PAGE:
This morning the Supreme Court heard oral argument in the case of Northwest Austin Municipal Utility District Number One v. Eric Holder, a case involving a small municipal district in Austin, Texas seeking to invalidate a key provision of the Voting Rights Act of 1965 - one of the most important civil rights laws in American history.
With the passage of the Voting Rights Act, Congress finally acted to prevent discriminatory tactics designed to prevent minorities from exercising their fundamental right to vote. Section 5, in particular, is the centerpiece of the Act, and requires certain covered jurisdictions where voting discrimination has been the most flagrant to seek a preclearance from the Justice Department or a three-judge panel of the federal court in DC for any voting related changes. According to the statute, preclearance will be given as long as the proposed change does not have the purpose or the effect of denying or infringing on the right to vote because of one’s race or color.
In this case, the party seeking to invalidate Section 5 is a municipal utility district in Travis County, Texas, that conducts elections to select the members of its board of directors. Because the State of Texas is a covered jurisdiction, the district is subject to the preclearance requirements of Section 5, and sought relief under the Act’s bailout provision in federal court in the days following the reauthorization of the Act in 2006. Alternatively, the utility district sought to invalidate the provision if it could not bailout from its requirements. It failed on both counts in the courts below.
Today’s arguments confirm that Justice Kennedy again holds the deciding vote on whether the Court will weaken or invalidate a provision upheld by the very same Court four times in the past.
To those who argue that Section 5 is no longer needed because racial discrimination no longer exists, as evidenced by the election of the country’s first African American president, look at the facts. Because of Section 5’s sunset provisions, Congress was required to re-examine whether the statute is needed and last conducted an examination of this type in 2006. The House and Senate Judiciary Committees held a combined 21 hearings over 10 months and received testimony from over 90 witnesses, including state and federal officials, experts and private citizens. And although they concluded that significant progress had been made, they recognized that “[d]iscrimination today is more subtle than the visible methods used in 1965” and concluded that discrimination continues to result in “a diminishing of the minority community’s ability to fully participate in the electoral process and to elect their preferred candidates of choice.” Congress voted 390-33 in the House and 98-0 in the Senate that, among other things, Section 5 was still necessary.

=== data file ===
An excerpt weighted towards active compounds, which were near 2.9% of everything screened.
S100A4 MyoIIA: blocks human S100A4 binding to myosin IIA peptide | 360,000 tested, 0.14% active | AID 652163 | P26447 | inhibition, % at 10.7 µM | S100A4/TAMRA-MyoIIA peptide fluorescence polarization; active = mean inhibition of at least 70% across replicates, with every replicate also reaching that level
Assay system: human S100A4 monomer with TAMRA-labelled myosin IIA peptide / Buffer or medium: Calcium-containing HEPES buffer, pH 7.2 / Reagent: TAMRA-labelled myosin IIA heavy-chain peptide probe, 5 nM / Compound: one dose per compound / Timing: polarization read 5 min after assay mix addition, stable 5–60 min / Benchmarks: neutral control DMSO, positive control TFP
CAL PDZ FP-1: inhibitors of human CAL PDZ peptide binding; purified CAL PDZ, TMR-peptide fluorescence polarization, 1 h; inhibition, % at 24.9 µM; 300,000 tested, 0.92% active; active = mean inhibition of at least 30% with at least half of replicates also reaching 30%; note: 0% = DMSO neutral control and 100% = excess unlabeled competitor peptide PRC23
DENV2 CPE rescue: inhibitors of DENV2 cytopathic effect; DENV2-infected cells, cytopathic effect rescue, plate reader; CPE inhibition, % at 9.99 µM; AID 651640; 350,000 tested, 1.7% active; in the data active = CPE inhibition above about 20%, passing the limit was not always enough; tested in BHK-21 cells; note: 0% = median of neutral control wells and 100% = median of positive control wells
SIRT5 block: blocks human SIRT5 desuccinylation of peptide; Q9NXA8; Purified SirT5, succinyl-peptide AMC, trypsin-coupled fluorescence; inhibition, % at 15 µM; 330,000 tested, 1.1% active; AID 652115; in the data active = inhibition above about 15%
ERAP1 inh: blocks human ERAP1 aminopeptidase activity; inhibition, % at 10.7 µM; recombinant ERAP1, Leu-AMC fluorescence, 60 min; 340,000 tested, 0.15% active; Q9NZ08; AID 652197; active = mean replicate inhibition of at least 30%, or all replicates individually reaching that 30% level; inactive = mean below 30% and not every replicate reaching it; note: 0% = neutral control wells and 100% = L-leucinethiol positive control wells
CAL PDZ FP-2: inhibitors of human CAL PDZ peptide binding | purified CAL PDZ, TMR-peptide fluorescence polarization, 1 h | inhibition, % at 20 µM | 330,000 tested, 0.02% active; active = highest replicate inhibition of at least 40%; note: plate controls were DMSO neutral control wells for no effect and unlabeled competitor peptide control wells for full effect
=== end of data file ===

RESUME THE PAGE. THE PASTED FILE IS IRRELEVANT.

We hope that Justice Kennedy will remember the extensive record finding Congress performed in 2006 and remember his words earlier this year when he wrote in Bartlett v. Strickland, “Still, racial discrimination and racially polarized voting are not ancient history. Much remains to be done to ensure that citizens of all races have equal opportunity to share and participate in our democratic processes and traditions. . .”
Deborah Liu is General Counsel to People For the American Way, which is a defendant-intervenor in the case.
As expected, the Northwest Austin Municipal Utility District Number One (NAMUDNO), a public utility district in Travis County, Tex., filed a direct appeal yesterday with the Supreme Court from a unanimous ruling last May by a three-judge federal district court rejecting NAMUDNO's claims that it is exempt from Section 5 of the Voting Rights Act (VRA) and, in the alternative, that Section 5 is unconstitutional.
People For and a number of other parties intervened as defendants in the district court in order to help defend the constitutionality of Section 5. Section 5 of the VRA requires all or part of 16 states with a history of racial discrimination in voting to have their voting procedures pre-approved, or "pre-cleared," by the Department of Justice or a three-judge federal district court in Washington before they can be changed.